Stolperstein Verlegung in Koblenz: May 8, 2018

My heart-felt thanks to all of you who have come to witness the laying of Stolpersteine for my three aunts. 

Perhaps the year was 1937. I would have been five years old when I walked through the front door of the grand house that stood here at Markenbildchenweg 30. I had come to visit my aunts. 

My mother was the eldest of four sisters, daughters of the Schneider family, Weinhändler, originally from Heddisheim, now Guldenthal, near Bad Kreuznach. 

By 1937 my mother had settled in the Eifel region, but her sisters made their home here on this street in Koblenz. 

I only have faint memories of my three aunts, their appearance or personalities. Aunt Johanna was a business woman, strong and efficient. Aunt Dorothea, or Dora, cared for the house. I see her wearing an apron— kindly, quiet and timid. The youngest aunt, Elisabeth, I remember having curly black hair and laughing eyes. I have no photographs. They were single, all three, and I was the only child in the family—loved intensely. 

For many years, it was too painful for me to even ask the question, “What happened to my aunts, Johanna, Dora and Elisabeth?” 

It was only after I experienced the healing of my wounded history that I received the courage to search out their story. The facts are few. On May 22, 1942, they left Koblenz from the Güterbahnhof Lützei on the first transport carrying around 300 Koblenz Jews to the east.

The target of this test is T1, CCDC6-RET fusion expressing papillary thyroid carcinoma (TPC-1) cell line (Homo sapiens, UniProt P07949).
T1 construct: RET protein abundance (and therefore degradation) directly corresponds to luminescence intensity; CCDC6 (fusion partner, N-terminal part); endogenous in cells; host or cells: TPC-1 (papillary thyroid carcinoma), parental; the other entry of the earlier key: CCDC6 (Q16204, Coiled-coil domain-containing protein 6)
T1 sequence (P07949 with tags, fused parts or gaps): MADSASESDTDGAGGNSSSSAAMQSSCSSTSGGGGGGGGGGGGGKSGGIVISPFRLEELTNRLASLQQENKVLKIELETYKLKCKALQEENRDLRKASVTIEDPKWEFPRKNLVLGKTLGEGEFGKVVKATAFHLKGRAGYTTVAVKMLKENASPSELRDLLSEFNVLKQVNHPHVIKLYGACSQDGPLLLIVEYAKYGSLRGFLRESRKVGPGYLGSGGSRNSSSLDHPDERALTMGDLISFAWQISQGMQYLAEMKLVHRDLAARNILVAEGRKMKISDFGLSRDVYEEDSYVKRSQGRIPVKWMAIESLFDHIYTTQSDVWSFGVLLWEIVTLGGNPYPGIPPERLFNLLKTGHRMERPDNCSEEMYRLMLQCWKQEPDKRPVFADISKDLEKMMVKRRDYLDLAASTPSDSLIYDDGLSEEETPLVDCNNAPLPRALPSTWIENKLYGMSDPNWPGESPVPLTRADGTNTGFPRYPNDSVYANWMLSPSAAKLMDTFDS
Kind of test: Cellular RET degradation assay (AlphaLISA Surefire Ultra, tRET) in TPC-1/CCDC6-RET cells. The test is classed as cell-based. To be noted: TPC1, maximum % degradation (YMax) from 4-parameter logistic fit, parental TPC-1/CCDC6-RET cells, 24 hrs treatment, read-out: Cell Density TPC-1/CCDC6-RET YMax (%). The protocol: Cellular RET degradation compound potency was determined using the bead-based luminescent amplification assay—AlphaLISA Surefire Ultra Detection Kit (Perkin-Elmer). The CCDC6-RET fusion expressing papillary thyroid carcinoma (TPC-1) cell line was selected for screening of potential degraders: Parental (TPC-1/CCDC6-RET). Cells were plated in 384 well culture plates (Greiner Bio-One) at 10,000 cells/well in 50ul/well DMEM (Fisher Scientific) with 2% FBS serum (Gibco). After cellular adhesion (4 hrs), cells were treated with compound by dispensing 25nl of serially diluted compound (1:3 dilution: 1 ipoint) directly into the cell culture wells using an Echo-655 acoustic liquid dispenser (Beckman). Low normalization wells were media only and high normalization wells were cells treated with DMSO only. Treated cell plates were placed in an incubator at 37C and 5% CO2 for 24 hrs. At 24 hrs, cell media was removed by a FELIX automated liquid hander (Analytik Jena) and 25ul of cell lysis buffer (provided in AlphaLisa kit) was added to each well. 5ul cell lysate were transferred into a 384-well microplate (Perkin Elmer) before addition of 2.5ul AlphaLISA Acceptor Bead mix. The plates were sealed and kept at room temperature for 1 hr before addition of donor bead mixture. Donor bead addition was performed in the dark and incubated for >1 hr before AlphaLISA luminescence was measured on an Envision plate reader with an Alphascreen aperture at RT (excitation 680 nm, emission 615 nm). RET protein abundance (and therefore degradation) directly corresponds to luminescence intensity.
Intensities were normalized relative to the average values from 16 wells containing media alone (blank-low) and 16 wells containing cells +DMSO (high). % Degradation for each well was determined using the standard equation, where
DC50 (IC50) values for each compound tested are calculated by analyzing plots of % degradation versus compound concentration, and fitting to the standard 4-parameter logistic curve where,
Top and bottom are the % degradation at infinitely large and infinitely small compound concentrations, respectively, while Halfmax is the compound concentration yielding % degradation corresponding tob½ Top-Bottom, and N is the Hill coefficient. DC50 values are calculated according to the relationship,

The three of them were among the 11-15,000 Jews who were ultimately brought to Izbica, a small shetl in Poland.

My aunts died in the summer of 1942. Did they die by gassing in the nearby camps, Belzec or Sobibor? Or from typhoid, shooting or starvation in Izbica? 

About a year ago, George and I were in Koblenz. We walked with a large group of local citizens, following the route these first deportees took, under guard, on their way to the Güterbahnhof Lutzei.

In the evening darkness we stood together at the station, holding lighted candles and yellow stars. We listened as all the names, ages and addresses were read by students. 

And now, today, we are together here, honoring Johanna, Dora and Elisabeth, remembering them with Stolpersteine. 

I am deeply thankful to Gunter Demnig, who has already laid so many Stolpersteine throughout Europe. And from Koblenz, especially Wolfgang Hüllstrung and his team, and all of you gathered here as witnesses. Some of you have travelled hundreds of kilometers to be here. 

I would like to close with the Aaronic blessing. The role God intended for Jews was to bless all peoples. I pray this prayer today, asking God’s blessing on all of us gathered here, and on the city of Koblenz:

The Lord bless you and keep you.
The Lord make his face to shine upon you, and be gracious to you.
The Lord lift up his countenance upon you
And give you peace. 

The Sisters Were There to Pray

Do you tire of FB, twitter, IG?
Question the reality of it all?
And then, suddenly
Your jaw drops as
You look at your feed & see
A group of nuns, clustered by a
Memorial wall in a Polish forest
Next to the remains of an incinerator